4. Albers was also a player in Columbus and Dayton. I uploaded pictures of former Albers buildings in the Columbus area to Remembering Retail. For most purposes, you can think of Columbus-Cincinnati-Dayton as the same market. There is media overlap between the markets historically due to their proximity and common media ownership. The stores that do well in one place tend to do well in the other.

  5. Here is the only remaining former Albers in the Columbus area which is still operating as a supermarket. The building was constructed in 1964. Ironically, it is owned by members of the Schottenstein family (Value City).

    This video might give you some idea of how interconnected the Columbus-Cincinnati-Dayton media markets were:

    Here's a "tri-cities" weathercast from 1955:

  6. I just remembered that there used to be a Jewel and a Dominick's right behind each other in I think Winnetka or maybe Kenilworth on Green Baby Road. An alley or some sort of pathway literally seperated the two. I don't know how long they lasted like that but I drove past this summer to see that the Jewel is still there while the Dominick's moved to a bigger space down the street and the former Dominick's space is now an Office Depot.

  7. Didi - Lots of suburban Chicago shopping centers had two or more gorcery stores in those days. I used to at Winston Plaza back in the early 80's. If I remember right, they had a Madigans store I used to shop once in a while. Winston Plaza still had its great 50's sign well into the 1980's. I have a picture of it that I'll have to post sometime. And Kenilworth, now that's a nice, affordable area!

    Anonymous - Thanks. It does make sense to treat them as one media market, as close together as they are!

  8. And Kenilworth, now that's a nice, affordable area

    LOL! That's sarcasm, right? We used to drive down there alot in the mid-90s to take sightseeing trips and go to the public parks by the lake. The tour was usually Evanston, Wilmette, Winnetka, Kenilworth, Lake Forest, lake Bluff and occasionally Waukegan. Now I go down there to take sightseeing trips of the architecture and this summer I only got as far as Kenilworth.

  9. Kroger had a long history in Northeast Ohio. Their acquisitions in the region included Piggly Wiggly and the first iteration of Giant Eagle. Giant Eagle would be resurrected during the Depression and eventually become the dominant chain in Pittsburgh, and after 1984, with the exit of Kroger, begin its climb to dominance in Northeast Ohio.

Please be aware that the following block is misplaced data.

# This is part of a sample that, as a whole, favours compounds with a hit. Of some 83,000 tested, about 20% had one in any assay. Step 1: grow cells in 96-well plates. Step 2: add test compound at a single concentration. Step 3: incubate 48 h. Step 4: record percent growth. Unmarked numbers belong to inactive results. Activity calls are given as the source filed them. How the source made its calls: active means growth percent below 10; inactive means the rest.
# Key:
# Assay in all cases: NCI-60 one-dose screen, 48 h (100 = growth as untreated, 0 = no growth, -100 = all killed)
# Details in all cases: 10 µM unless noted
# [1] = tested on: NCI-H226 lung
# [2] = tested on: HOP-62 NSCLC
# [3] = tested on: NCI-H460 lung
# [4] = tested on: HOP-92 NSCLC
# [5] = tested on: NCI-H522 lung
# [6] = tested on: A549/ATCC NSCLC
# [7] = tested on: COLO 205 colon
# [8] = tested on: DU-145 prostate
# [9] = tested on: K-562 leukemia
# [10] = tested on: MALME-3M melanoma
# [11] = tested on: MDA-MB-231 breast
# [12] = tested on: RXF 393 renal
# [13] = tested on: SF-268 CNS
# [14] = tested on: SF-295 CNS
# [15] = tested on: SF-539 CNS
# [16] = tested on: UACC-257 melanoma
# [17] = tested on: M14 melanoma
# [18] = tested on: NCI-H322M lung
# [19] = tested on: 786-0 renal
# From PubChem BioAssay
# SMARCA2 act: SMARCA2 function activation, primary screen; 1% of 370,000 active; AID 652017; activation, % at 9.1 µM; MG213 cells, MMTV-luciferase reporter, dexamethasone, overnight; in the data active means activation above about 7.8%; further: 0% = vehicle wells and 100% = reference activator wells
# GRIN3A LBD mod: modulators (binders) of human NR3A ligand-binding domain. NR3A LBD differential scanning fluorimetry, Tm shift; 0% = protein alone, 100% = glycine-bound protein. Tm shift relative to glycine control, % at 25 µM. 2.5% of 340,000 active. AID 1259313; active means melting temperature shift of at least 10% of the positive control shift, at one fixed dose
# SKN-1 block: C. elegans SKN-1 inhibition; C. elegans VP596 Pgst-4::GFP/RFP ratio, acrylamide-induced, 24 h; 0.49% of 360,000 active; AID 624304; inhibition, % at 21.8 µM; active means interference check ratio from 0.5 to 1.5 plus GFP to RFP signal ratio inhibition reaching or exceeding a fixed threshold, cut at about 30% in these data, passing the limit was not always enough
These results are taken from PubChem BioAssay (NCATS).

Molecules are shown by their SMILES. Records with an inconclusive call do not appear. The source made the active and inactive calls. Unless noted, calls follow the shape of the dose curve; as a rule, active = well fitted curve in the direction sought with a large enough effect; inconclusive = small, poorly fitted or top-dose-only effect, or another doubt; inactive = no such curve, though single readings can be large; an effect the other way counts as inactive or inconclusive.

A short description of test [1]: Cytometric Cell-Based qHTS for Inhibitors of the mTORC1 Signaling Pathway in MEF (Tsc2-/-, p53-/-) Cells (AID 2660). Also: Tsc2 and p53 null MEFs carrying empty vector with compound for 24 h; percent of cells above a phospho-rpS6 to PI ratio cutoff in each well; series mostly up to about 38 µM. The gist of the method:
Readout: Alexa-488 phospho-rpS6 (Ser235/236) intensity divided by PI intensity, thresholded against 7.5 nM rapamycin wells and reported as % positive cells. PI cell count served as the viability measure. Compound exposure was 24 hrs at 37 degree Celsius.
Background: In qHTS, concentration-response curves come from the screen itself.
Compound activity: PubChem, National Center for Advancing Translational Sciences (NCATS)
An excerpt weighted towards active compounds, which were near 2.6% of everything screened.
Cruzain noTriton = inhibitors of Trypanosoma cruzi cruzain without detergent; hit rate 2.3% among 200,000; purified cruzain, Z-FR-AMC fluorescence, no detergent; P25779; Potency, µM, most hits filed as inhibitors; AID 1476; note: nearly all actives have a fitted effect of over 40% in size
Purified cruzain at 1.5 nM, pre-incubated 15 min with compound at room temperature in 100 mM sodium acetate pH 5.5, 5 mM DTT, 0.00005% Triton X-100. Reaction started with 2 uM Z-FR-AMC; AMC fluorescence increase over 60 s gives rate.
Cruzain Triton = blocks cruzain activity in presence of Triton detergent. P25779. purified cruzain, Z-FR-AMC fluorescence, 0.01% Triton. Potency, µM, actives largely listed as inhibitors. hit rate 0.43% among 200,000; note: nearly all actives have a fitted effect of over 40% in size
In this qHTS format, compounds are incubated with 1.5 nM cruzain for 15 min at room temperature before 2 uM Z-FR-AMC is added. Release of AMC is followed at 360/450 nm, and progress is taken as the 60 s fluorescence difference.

Along the way Kroger tried to keep its presence. Formats such as Barney's, BiLo and LoBi were launched. Akron saw the first Kroger superstore. Obviously Kroger didn't want to exit the most populous part of its home state and did not give in as easily as it seems.

  10. Didi - Yes. Affordable, but not to many! Kenilworth is at the top my list when it comes to pricey Chicago suburbs.

    Ken - Its a shame they pulled out of the Akron area, especially as it's not all that far from Cincinnati. Thanks for filling us in on the history.

  11. The divesture of the Oklahoma stores was probably more due to the decline of population and wealth in Oklahoma as a result being the state most heavily impacted by the Dust Bowl. The distance from Cincinnati was likely cited to give a more positive spin on the divesture. The fact that Kroger and Safeway were the primary benefactors of the buying up the pieces of Piggly Wiggly in their expansion and this sale to Safeway show the two chains had already developed a corporate relationship in regards to expansion and disvesture that would shape both chains up to the present day.

  12. Ken - Those are excellent insights, and I suspect you're right about their wanting to put the best face on the Oklahoma pullout. Corporate spin has been around as long as corporations themselves. It had to be one of the hardest hit states during the Deprression, when you combine the national economic calamity with the unique and tragic phenomemon that was the Dust Bowl. Those were the years when a great many Okies moved west to California's Central Valley in search of literal greener pastures. A side effect was the fact that they were moving back into Safeway territory.

    And I agree that both compnanies have definitely maintained a sort of working relationship over the years, buying and selling stores to each other to mutual benefit.